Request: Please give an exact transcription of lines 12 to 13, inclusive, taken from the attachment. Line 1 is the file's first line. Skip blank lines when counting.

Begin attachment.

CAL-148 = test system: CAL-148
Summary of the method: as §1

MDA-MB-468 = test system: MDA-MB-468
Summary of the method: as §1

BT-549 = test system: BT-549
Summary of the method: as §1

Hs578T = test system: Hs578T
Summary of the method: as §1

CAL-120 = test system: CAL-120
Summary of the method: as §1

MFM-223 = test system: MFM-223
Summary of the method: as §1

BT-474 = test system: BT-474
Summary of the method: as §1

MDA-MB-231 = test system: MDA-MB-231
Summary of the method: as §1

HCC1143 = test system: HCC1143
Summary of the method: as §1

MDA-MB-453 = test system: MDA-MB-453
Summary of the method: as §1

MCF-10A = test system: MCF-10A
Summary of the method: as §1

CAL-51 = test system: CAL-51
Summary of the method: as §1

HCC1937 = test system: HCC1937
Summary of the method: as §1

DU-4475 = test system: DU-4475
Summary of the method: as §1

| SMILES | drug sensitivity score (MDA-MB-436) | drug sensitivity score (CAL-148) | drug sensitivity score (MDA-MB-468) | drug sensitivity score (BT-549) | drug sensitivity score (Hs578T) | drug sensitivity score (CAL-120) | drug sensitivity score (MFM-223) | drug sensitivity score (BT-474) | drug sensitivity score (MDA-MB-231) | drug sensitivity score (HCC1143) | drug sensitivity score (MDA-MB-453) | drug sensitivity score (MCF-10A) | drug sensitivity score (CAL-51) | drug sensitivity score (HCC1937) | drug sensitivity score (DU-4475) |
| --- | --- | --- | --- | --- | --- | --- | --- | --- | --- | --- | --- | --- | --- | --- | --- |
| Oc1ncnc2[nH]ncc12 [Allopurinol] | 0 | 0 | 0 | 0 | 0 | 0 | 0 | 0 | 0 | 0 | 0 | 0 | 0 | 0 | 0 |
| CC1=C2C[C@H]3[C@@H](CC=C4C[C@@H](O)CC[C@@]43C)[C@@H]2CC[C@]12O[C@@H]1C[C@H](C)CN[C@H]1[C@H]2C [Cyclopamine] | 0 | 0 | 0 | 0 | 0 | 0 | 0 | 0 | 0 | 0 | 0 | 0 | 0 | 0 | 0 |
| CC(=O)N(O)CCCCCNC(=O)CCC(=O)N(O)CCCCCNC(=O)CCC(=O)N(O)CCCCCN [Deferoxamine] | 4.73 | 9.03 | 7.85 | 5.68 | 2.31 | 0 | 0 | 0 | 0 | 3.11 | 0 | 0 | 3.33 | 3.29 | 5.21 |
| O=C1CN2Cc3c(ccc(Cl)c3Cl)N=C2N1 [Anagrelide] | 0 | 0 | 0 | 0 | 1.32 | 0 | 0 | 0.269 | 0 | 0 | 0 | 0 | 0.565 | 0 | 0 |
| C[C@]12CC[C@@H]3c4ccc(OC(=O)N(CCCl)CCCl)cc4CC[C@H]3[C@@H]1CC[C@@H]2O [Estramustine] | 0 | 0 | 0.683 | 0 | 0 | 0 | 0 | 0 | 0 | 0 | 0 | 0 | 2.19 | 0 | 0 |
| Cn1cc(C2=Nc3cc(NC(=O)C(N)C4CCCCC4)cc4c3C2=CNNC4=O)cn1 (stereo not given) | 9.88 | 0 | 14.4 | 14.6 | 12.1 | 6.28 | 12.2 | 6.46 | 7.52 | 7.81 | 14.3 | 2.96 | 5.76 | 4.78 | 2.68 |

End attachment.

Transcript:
Summary of the method: as §1

BT-474 = test system: BT-474